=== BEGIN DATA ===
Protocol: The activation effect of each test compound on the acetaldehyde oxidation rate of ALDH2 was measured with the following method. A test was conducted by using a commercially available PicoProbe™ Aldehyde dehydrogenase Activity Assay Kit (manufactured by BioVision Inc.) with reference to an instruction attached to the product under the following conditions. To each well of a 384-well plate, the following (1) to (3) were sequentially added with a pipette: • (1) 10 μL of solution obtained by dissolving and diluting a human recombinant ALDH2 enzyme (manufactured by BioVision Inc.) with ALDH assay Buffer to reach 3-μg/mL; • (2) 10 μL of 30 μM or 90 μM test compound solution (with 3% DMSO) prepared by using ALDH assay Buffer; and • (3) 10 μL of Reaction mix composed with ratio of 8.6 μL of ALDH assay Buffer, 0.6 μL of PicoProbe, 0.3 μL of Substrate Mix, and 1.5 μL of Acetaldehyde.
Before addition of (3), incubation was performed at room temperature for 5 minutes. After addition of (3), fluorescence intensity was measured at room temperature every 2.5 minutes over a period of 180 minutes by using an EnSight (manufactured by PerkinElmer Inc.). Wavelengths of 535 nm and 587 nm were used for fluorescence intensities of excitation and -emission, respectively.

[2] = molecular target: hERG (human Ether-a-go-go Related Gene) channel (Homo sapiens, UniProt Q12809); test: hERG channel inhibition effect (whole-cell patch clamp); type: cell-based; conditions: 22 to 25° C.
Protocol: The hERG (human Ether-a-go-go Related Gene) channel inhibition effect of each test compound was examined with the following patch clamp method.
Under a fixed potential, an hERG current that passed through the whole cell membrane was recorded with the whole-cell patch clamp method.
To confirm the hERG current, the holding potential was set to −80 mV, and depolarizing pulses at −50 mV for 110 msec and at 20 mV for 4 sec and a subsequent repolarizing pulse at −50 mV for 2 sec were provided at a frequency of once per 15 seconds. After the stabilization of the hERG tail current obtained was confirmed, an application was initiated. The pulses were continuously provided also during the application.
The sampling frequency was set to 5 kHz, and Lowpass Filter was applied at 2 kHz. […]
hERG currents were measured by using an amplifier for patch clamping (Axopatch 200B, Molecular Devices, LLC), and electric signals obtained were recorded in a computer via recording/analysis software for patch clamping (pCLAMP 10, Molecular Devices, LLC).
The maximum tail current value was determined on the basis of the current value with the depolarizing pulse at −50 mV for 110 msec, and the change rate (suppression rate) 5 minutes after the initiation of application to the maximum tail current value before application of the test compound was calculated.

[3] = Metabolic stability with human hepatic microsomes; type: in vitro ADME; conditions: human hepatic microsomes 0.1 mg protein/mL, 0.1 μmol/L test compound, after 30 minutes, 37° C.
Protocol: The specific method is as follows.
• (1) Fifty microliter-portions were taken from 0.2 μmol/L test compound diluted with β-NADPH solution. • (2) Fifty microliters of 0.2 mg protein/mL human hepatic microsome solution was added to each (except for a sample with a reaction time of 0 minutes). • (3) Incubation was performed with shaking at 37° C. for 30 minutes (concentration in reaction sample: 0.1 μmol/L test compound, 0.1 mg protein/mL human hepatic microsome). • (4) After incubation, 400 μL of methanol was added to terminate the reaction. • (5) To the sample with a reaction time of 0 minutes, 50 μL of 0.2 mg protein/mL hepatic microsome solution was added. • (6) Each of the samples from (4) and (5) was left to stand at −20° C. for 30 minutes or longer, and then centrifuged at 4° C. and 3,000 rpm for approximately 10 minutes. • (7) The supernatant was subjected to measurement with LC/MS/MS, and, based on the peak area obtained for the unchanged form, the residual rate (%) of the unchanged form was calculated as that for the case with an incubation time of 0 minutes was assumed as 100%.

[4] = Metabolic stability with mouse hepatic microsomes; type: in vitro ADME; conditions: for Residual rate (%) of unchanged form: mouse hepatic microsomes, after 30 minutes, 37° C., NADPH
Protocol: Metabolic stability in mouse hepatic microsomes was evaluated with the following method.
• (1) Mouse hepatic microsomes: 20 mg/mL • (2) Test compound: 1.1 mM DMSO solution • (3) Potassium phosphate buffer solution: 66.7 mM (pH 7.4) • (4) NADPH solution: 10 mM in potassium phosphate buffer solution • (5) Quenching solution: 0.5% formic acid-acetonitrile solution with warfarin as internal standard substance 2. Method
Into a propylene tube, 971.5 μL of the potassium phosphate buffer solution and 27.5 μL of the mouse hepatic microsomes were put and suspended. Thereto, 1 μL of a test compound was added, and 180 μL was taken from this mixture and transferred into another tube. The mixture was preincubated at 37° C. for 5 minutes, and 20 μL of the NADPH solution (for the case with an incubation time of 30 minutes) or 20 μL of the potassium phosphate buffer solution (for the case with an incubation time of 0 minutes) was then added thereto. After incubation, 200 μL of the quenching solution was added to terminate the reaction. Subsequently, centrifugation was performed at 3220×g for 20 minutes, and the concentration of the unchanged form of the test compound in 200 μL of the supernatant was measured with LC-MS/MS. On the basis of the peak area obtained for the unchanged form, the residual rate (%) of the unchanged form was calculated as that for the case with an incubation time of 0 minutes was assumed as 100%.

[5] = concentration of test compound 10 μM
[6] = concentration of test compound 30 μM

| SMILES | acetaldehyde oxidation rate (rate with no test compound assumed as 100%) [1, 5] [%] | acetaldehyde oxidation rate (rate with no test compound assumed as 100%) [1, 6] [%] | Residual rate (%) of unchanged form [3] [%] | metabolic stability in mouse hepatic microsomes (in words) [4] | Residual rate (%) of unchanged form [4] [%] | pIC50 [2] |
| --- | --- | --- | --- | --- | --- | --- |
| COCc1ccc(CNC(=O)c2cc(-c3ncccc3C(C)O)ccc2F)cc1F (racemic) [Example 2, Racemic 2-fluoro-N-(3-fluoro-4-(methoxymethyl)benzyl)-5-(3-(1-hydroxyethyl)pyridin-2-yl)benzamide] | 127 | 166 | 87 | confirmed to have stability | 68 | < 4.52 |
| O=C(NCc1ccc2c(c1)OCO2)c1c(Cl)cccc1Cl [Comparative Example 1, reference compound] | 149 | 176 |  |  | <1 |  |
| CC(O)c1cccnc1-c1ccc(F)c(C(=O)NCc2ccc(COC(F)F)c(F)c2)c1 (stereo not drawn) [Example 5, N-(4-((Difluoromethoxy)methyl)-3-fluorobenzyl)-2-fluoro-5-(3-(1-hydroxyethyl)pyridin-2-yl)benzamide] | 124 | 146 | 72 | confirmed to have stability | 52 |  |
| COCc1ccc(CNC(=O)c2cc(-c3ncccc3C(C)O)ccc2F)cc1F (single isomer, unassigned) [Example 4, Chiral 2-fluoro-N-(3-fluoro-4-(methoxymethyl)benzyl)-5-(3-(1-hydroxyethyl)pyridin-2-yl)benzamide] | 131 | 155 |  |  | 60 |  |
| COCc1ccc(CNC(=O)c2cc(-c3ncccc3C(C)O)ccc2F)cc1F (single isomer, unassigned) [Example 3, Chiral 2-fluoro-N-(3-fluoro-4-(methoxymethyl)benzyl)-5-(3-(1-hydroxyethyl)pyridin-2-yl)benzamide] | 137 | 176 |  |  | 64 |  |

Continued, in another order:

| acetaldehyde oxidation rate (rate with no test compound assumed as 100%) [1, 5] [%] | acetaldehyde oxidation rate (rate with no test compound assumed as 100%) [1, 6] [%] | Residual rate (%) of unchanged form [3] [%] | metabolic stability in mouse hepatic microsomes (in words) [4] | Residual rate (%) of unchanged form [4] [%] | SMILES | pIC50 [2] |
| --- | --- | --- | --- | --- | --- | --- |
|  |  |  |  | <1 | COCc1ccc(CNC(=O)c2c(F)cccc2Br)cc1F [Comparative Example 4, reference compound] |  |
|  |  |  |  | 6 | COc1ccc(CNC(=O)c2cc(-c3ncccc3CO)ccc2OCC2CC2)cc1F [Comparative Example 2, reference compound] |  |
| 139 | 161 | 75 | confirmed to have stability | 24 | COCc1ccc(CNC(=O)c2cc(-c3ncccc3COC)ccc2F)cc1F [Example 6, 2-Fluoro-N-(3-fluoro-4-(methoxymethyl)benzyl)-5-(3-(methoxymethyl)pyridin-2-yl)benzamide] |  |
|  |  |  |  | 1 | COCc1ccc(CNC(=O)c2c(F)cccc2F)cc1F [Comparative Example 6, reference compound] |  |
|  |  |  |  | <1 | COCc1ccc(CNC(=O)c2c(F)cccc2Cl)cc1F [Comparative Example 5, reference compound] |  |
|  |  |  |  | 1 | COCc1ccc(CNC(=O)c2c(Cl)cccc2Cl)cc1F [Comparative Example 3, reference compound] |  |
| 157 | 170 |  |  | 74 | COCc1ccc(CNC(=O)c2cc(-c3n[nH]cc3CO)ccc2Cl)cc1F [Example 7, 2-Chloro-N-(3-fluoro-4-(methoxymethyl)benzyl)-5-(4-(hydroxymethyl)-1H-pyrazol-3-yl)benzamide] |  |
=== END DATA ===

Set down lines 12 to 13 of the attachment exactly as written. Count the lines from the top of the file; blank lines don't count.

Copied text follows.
• (1) Fifty microliter-portions were taken from 0.2 μmol/L test compound diluted with β-NADPH solution. • (2) Fifty microliters of 0.2 mg protein/mL human hepatic microsome solution was added to each (except for a sample with a reaction time of 0 minutes). • (3) Incubation was performed with shaking at 37° C. for 30 minutes (concentration in reaction sample: 0.1 μmol/L test compound, 0.1 mg protein/mL human hepatic microsome). • (4) After incubation, 400 μL of methanol was added to terminate the reaction. • (5) To the sample with a reaction time of 0 minutes, 50 μL of 0.2 mg protein/mL hepatic microsome solution was added. • (6) Each of the samples from (4) and (5) was left to stand at −20° C. for 30 minutes or longer, and then centrifuged at 4° C. and 3,000 rpm for approximately 10 minutes. • (7) The supernatant was subjected to measurement with LC/MS/MS, and, based on the peak area obtained for the unchanged form, the residual rate (%) of the unchanged form was calculated as that for the case with an incubation time of 0 minutes was assumed as 100%.

[4] = Metabolic stability with mouse hepatic microsomes; type: in vitro ADME; conditions: for Residual rate (%) of unchanged form: mouse hepatic microsomes, after 30 minutes, 37° C., NADPH